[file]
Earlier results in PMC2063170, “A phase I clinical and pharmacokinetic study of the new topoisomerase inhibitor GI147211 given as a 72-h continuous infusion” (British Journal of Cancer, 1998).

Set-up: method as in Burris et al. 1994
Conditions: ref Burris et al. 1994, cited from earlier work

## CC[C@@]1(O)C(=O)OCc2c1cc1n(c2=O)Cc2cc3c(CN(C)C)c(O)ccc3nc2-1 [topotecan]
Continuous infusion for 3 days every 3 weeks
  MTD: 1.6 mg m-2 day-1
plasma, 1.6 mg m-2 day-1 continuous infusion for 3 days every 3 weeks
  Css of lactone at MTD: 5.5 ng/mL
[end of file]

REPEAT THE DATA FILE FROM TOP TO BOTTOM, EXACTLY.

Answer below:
Earlier results in PMC2063170, “A phase I clinical and pharmacokinetic study of the new topoisomerase inhibitor GI147211 given as a 72-h continuous infusion” (British Journal of Cancer, 1998).

Set-up: method as in Burris et al. 1994
Conditions: ref Burris et al. 1994, cited from earlier work

## CC[C@@]1(O)C(=O)OCc2c1cc1n(c2=O)Cc2cc3c(CN(C)C)c(O)ccc3nc2-1 [topotecan]
Continuous infusion for 3 days every 3 weeks
  MTD: 1.6 mg m-2 day-1
plasma, 1.6 mg m-2 day-1 continuous infusion for 3 days every 3 weeks
  Css of lactone at MTD: 5.5 ng/mL